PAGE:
Researchers have developed smart, color-controllable white-light devices made from quantum dots — tiny semiconductors just a few billionths of a meter in size — that are more efficient and have better color saturation than standard LEDs, and can dynamically reproduce daylight conditions in a single light.
University of Cambridge researchers designed the next-generation intelligent lighting system using a combination of nanotechnology, color science, advanced computing methods, electronics and a unique manufacturing process.
The team found that by using more than the three primary illumination colors used in typical LEDs, they were able to more accurately reproduce daylight. Early testing of the new design showed excellent color reproduction, a wider operating range than current smart lighting technology, and a wider range of white light adjustments. The results are published in the journal today (3 August). nature communication.
Since the availability and properties of ambient light are linked to well-being, the widespread availability of intelligent lighting systems can have a positive impact on human health, as these systems can react to individual moods. Smart lighting can also respond to circadian rhythms that regulate daily sleep-wake cycles, so light is reddish-white in the morning and evening and bluish-white during the day.
If a room has sufficient natural or artificial light, good glare control and a view of the outside, it is said to have good visual comfort. In indoor environments with artificial light, visual comfort depends on how accurately colors are rendered. Since the color of objects is determined by lighting, smart white lighting must be able to accurately reproduce the color of surrounding objects. Current technology achieves this by using three different colors of light at the same time.
Quantum dots have been studied and developed as light sources since the 1990s because of their high color tunability and color purity. Due to their unique optoelectronic properties, they show excellent color performance in terms of both broad color controllability and high color rendering ability.
Cambridge researchers developed an architecture for quantum dots-based light-emitting diodes (QD-LEDs) for the next generation of smart white lighting. They combined system-level color optimization, device-level optoelectronic simulation, and material-level parameter extraction.
Researchers created a computational design framework from a color optimization algorithm used for machine learning neural networks, along with a new method for charge transport and light emission modelling.
The QD-LED system uses multiple primary colors – beyond the commonly used red, green and blue – to more closely mimic white light. By choosing quantum dots of a specific size – between three and 30 nanometers in diameter – the researchers were able to overcome some of the practical limitations of LEDs and achieve the emission wavelengths they needed to test their predictions.
The team then validated their design by creating a new device architecture with QD-LED-based white illumination. The test demonstrated excellent color reproduction, a wider operating range than current technology, and a wide range of white light tone customization options.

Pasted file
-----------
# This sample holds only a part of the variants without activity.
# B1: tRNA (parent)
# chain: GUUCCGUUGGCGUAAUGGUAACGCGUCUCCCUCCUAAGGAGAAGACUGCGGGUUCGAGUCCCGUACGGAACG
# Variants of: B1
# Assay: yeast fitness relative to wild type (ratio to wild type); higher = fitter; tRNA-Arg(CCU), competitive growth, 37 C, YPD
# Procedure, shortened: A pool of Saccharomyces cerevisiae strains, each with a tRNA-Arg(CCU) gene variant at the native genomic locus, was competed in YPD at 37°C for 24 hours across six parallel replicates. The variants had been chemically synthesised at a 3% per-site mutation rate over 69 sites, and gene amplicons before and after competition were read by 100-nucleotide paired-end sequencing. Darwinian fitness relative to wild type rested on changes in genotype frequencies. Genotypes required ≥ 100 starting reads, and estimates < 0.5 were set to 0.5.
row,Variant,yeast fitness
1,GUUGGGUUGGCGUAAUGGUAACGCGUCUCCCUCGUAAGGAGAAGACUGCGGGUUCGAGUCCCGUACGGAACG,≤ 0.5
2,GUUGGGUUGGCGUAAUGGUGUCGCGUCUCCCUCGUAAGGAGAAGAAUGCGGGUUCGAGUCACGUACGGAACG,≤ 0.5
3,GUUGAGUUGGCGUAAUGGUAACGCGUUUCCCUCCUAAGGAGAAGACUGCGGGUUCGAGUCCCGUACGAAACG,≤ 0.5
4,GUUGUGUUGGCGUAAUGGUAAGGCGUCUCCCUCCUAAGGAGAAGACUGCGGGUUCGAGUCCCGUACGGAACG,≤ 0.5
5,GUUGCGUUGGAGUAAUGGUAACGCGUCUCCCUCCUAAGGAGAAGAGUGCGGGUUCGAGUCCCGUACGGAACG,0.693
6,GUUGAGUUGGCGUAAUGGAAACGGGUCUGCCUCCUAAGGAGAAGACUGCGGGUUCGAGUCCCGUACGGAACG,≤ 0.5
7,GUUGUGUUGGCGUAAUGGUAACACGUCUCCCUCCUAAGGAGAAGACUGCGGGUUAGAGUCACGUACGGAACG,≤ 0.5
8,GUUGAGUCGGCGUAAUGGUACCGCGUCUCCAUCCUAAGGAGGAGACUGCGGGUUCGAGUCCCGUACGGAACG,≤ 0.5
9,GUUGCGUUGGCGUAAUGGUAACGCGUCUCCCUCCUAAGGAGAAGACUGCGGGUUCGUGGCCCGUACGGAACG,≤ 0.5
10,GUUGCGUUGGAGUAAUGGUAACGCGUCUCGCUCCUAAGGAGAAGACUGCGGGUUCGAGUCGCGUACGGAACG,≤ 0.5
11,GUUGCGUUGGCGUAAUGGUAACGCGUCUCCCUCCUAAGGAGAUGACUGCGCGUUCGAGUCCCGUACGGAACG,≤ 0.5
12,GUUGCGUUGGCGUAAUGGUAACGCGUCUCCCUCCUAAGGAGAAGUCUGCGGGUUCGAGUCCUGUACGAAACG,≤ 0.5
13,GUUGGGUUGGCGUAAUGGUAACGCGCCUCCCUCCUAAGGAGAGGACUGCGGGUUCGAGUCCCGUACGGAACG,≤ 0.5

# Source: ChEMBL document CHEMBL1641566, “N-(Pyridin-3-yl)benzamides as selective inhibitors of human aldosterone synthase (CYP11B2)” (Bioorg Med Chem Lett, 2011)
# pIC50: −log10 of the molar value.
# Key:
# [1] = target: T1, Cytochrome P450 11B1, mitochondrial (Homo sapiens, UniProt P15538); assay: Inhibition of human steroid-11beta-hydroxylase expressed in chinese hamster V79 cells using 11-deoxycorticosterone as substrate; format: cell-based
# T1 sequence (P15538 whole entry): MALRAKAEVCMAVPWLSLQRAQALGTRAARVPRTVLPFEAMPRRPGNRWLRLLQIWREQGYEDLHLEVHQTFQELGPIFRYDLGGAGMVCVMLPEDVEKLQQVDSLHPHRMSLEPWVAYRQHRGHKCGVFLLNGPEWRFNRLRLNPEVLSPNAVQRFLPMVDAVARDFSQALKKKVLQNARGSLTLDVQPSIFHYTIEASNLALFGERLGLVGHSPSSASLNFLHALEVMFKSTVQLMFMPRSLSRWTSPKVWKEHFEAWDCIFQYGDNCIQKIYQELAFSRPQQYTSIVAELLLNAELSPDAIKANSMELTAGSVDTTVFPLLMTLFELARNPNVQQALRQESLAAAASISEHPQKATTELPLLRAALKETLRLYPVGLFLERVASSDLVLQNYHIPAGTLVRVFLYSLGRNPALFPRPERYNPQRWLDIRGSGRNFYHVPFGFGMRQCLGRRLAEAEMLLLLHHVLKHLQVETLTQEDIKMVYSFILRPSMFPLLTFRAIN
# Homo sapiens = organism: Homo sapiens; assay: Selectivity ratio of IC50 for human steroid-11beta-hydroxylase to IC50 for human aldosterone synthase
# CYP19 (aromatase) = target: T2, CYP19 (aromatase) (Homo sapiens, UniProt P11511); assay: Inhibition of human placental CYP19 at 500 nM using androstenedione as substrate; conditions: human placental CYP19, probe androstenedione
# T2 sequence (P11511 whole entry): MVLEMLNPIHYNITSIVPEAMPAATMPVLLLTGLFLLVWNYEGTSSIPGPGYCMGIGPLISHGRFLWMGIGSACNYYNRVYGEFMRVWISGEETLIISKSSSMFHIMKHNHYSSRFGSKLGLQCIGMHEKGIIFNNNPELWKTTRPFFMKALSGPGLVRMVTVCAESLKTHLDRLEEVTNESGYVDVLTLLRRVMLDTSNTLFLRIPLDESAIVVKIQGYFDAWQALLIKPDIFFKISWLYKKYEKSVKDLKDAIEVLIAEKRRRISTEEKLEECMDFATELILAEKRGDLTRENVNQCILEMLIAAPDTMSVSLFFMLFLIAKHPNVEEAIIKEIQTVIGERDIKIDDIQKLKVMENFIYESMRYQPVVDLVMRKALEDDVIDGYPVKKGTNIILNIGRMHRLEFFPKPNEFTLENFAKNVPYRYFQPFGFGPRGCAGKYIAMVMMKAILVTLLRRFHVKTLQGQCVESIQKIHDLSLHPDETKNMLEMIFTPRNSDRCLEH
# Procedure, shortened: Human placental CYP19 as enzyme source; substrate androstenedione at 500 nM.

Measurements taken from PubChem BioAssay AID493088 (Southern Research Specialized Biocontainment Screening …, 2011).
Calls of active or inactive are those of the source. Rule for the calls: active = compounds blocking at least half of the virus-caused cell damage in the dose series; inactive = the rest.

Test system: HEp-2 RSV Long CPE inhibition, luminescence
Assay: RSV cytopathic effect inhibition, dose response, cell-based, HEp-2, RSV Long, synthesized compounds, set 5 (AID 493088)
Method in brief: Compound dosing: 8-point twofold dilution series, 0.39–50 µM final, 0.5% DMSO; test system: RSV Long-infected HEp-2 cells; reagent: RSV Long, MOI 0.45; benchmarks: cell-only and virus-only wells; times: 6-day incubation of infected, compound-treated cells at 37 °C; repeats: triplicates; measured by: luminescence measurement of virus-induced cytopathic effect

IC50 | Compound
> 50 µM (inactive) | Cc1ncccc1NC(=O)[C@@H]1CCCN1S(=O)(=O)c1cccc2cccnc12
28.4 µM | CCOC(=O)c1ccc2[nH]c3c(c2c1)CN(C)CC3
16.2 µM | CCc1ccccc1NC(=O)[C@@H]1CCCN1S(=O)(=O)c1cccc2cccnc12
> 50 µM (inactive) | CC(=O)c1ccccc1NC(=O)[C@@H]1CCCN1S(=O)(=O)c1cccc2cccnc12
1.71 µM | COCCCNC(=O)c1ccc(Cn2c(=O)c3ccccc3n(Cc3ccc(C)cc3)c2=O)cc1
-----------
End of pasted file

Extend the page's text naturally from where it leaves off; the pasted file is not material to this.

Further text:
The Cambridge-developed QD-LED system showed a correlated color temperature range (CCT) from 2243K (reddish) to 9207K (bright midday sun), compared to current LED-based smart lights, which have a CCT between 2200K and 6500K. The color rendering index (CRI) – a measure of the colors illuminated by light compared to daylight (CRI = 100) – of the QD-LED system was 97, compared to current smart bulb ranges which are between 80 and 91.
The design could pave the way to more efficient and accurate smart lighting. In a smart LED light bulb, the three LEDs must be controlled individually to achieve a specific color. In the QD-LED system, all quantum dots are driven by a single common control voltage to achieve the full color temperature range.
“This is a world first: a fully optimized high-performance quantum dot-based smart white lighting system,” said Professor Jong Min Kim of the Department of Engineering in Cambridge, who co-led the research. “This is the first milestone towards full utilization of quantum dot-based smart white lighting for everyday applications.”
“The ability to better reproduce daylight dynamically in a single light through its varying spectrum of colors is our goal,” said Professor Gehan Amaratunga, who co-led the research. “We achieved it in a new way by using quantum dots. This research paves the way for a variety of new human-responsive lighting environments.”
The structure of the QD-LED white illumination developed by the Cambridge team is scalable to large-area luminous areas because it is manufactured using a printing process and its control and activation is similar to a display. For standard point source LEDs that require individual control, this is a more complex task.
Reference: “Optoelectronic System and Device Integration for Quantum-Dot Light-Emitting Diode White Lighting with Computational Design Framework” August 3, 2022, nature communication.
The research was supported in part by the European Union and the Engineering and Physical Sciences Research Council (EPSRC), part of UK Research and Innovation (UKRI).